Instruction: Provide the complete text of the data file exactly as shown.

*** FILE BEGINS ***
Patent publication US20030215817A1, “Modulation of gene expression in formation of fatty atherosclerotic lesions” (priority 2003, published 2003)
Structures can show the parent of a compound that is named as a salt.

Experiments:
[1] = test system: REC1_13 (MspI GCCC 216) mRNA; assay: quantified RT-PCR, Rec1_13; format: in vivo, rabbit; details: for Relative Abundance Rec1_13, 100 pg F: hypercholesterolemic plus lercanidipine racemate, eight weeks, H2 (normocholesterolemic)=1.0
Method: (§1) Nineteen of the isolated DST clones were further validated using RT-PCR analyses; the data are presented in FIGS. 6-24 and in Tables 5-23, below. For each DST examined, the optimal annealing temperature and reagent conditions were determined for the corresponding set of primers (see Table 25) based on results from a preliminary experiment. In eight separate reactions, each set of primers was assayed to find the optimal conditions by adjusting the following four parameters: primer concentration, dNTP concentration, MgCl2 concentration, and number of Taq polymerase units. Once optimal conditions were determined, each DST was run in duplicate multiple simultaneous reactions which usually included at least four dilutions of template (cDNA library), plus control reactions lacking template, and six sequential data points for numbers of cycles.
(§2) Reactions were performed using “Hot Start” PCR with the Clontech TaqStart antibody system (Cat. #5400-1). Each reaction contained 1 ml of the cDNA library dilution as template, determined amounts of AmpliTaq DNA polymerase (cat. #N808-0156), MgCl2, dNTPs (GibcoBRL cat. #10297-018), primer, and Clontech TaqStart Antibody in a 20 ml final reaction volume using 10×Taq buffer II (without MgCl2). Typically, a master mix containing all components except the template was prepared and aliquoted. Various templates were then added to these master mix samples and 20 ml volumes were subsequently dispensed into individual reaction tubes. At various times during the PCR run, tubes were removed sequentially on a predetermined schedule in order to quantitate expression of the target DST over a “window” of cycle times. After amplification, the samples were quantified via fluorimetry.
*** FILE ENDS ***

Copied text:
Patent publication US20030215817A1, “Modulation of gene expression in formation of fatty atherosclerotic lesions” (priority 2003, published 2003)
Structures can show the parent of a compound that is named as a salt.

Experiments:
[1] = test system: REC1_13 (MspI GCCC 216) mRNA; assay: quantified RT-PCR, Rec1_13; format: in vivo, rabbit; details: for Relative Abundance Rec1_13, 100 pg F: hypercholesterolemic plus lercanidipine racemate, eight weeks, H2 (normocholesterolemic)=1.0
Method: (§1) Nineteen of the isolated DST clones were further validated using RT-PCR analyses; the data are presented in FIGS. 6-24 and in Tables 5-23, below. For each DST examined, the optimal annealing temperature and reagent conditions were determined for the corresponding set of primers (see Table 25) based on results from a preliminary experiment. In eight separate reactions, each set of primers was assayed to find the optimal conditions by adjusting the following four parameters: primer concentration, dNTP concentration, MgCl2 concentration, and number of Taq polymerase units. Once optimal conditions were determined, each DST was run in duplicate multiple simultaneous reactions which usually included at least four dilutions of template (cDNA library), plus control reactions lacking template, and six sequential data points for numbers of cycles.
(§2) Reactions were performed using “Hot Start” PCR with the Clontech TaqStart antibody system (Cat. #5400-1). Each reaction contained 1 ml of the cDNA library dilution as template, determined amounts of AmpliTaq DNA polymerase (cat. #N808-0156), MgCl2, dNTPs (GibcoBRL cat. #10297-018), primer, and Clontech TaqStart Antibody in a 20 ml final reaction volume using 10×Taq buffer II (without MgCl2). Typically, a master mix containing all components except the template was prepared and aliquoted. Various templates were then added to these master mix samples and 20 ml volumes were subsequently dispensed into individual reaction tubes. At various times during the PCR run, tubes were removed sequentially on a predetermined schedule in order to quantitate expression of the target DST over a “window” of cycle times. After amplification, the samples were quantified via fluorimetry.